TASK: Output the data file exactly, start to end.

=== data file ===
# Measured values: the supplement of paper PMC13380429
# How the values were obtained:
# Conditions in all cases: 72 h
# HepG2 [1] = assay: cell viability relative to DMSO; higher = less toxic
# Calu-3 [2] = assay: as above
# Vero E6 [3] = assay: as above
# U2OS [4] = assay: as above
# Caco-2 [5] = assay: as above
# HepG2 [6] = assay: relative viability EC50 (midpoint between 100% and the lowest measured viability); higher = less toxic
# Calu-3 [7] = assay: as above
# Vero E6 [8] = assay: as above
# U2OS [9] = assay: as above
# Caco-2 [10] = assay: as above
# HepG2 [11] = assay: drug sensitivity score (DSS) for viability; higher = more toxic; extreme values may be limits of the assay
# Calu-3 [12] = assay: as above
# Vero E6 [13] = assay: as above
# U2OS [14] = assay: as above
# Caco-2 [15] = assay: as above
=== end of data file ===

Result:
# Measured values: the supplement of paper PMC13380429
# How the values were obtained:
# Conditions in all cases: 72 h
# HepG2 [1] = assay: cell viability relative to DMSO; higher = less toxic
# Calu-3 [2] = assay: as above
# Vero E6 [3] = assay: as above
# U2OS [4] = assay: as above
# Caco-2 [5] = assay: as above
# HepG2 [6] = assay: relative viability EC50 (midpoint between 100% and the lowest measured viability); higher = less toxic
# Calu-3 [7] = assay: as above
# Vero E6 [8] = assay: as above
# U2OS [9] = assay: as above
# Caco-2 [10] = assay: as above
# HepG2 [11] = assay: drug sensitivity score (DSS) for viability; higher = more toxic; extreme values may be limits of the assay
# Calu-3 [12] = assay: as above
# Vero E6 [13] = assay: as above
# U2OS [14] = assay: as above
# Caco-2 [15] = assay: as above